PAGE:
IPECACUANHA (WILD), s. The garden name of a plant (Asclepias curassavica, L.) naturalised in all tropical countries. It has nothing to do with the true ipecacuanha, but its root is a powerful emetic, whence the name. The true ipecacuanha is cultivated in India.

IRON-WOOD. This name is applied to several trees in different parts; e.g. to Mesua ferrea, L. (N.O. Clusiaceae), Hind. nagkesar; and in the Burmese provinces to Xylia dolabriformis, Benth.

I-SAY. The Chinese mob used to call the English soldiers A’says or Isays, from the frequency of this apostrophe in their mouths. (The French gamins, it is said, do the same at Boulogne.) At Amoy the Chinese used to call out after foreigners Akee! a tradition from the Portuguese Aqui! ‘Here!’ In Java the French are called by the natives Orang deedong, i.e. the dîtes-donc people. (See Fortune’s Two Visits to the Tea Countries, 1853, p. 52; and Notes and Queries in China and Japan, ii. 175.)

[1863.—“The Sepoys were … invariably called ‘Achas.’ Acha or good is the constantly recurring answer of a Sepoy when spoken to. …”—Fisher, Three Years in China, 146.]

ISKAT, s. Ratlines. A marine term from Port. escada (Roebuck).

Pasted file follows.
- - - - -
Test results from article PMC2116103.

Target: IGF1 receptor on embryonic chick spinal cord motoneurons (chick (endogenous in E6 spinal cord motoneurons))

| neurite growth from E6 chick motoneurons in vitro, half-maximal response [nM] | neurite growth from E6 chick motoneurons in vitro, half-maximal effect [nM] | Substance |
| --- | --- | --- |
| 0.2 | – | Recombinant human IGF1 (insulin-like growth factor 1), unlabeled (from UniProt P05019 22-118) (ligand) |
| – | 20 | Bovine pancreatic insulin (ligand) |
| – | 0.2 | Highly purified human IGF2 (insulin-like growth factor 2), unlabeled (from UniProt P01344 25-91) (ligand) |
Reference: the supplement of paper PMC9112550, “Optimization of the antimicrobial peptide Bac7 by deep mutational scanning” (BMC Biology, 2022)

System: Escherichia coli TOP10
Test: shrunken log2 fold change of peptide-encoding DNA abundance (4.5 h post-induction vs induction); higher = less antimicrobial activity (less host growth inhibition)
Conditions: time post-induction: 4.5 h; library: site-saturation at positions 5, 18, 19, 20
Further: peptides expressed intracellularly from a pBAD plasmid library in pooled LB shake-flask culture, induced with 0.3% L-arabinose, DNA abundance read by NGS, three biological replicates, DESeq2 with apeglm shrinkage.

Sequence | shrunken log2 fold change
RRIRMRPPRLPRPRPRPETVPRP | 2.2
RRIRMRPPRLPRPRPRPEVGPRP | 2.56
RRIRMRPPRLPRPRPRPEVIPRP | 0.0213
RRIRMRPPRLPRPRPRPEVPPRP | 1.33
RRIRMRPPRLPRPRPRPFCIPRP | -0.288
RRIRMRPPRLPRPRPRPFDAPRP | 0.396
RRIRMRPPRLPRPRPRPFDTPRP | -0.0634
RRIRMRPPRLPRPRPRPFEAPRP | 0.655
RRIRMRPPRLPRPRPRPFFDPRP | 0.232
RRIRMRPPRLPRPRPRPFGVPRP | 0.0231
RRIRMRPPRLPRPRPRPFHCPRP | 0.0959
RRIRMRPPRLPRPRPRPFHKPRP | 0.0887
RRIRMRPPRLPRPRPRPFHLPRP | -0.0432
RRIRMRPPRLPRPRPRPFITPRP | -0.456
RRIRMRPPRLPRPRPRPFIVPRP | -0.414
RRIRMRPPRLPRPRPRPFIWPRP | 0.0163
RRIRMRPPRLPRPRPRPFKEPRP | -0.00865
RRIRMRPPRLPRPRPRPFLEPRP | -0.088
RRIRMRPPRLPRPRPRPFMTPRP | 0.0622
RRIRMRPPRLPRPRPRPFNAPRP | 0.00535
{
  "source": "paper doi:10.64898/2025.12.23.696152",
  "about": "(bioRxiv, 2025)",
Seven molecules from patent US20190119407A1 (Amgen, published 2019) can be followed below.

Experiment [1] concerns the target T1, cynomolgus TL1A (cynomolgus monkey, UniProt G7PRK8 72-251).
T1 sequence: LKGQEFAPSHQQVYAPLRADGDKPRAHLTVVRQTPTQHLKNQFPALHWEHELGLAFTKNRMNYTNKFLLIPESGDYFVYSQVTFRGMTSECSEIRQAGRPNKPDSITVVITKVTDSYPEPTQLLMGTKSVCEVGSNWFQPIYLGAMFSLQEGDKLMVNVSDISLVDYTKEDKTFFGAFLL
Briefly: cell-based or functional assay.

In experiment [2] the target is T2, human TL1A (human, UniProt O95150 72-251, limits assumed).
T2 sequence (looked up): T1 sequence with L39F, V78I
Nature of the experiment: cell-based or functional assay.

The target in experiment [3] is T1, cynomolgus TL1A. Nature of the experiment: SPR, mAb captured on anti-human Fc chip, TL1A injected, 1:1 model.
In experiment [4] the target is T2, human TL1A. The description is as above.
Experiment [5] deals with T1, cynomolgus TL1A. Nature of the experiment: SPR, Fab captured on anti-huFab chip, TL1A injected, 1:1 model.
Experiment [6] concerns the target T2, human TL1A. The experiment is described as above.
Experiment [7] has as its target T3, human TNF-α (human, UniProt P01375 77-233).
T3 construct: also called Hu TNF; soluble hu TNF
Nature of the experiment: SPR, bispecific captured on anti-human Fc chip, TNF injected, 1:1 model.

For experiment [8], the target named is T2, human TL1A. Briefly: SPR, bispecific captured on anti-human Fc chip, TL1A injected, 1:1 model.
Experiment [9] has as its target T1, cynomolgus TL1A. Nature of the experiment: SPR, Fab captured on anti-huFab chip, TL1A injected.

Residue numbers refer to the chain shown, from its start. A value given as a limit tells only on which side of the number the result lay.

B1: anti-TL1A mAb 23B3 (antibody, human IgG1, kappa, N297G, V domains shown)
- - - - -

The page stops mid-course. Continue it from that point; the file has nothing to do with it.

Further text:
[ISLAM, s. Infn. of Ar. salm, ‘to be or become safe’; the word generally used by Mahommedans for their religion.

[1616.—“Dated in Achen 1025 according to the rate of Slam.”—Foster, Letters, iv. 125.

[1617.—“I demanded the debts … one [of the debtors] for the valew of 110 r[ials] is termed Slam.”—Letter of E. Young, from Jacatra, Oct. 3, I.O. Records: O.C. No. 541.]

ISTOOP, s. Oakum. A marine term from Port. estopa (Roebuck).

ISTUBBUL, s. This usual Hind. word for ‘stable’ may naturally be imagined to be a corruption of the English word. But it is really Ar. istabl, istabl, though that no doubt came in old times from the Latin stabulum through some Byzantine Greek form.

ITZEBOO, s. A Japanese coin, the smallest silver denomination. Itsi-bu, ‘one drachm.’ [The N.E.D. gives itse, itche, ‘one,’ bu, ‘division, part, quarter’]. Present value about 1s. Marsden says: “Itzebo, a small gold piece of oblong form, being 0·6 inch long, and 0·3 broad. Two specimens weighed 2 dwt. 3 grs. only” (Numism. Orient., 814–5). See Cock’s Diary, i. 176, ii. 77. [The coin does not appear in the last currency list; see Chamberlain, Things Japanese, 3rd ed. 99.]

[1616.—“Ichibos.” (See under KOBANG.)

[1859.—“We found the greatest difficulty in obtaining specimens of the currency of the country, and I came away at last the possessor of a solitary Itzibu. These are either of gold or silver: the gold Itzibu is a small oblong piece of money, intrinsically worth about seven and sixpence. The intrinsic value of the gold half-itzibu, which is not too large to convert into a shirt- stud, is about one and tenpence.”—L. Oliphant, Narr. of Mission, ii. 232.]

IZAM MALUCO, n.p. We often find this form in Correa, instead of Nizamaluco (q.v.).

  By PanEris using Melati.

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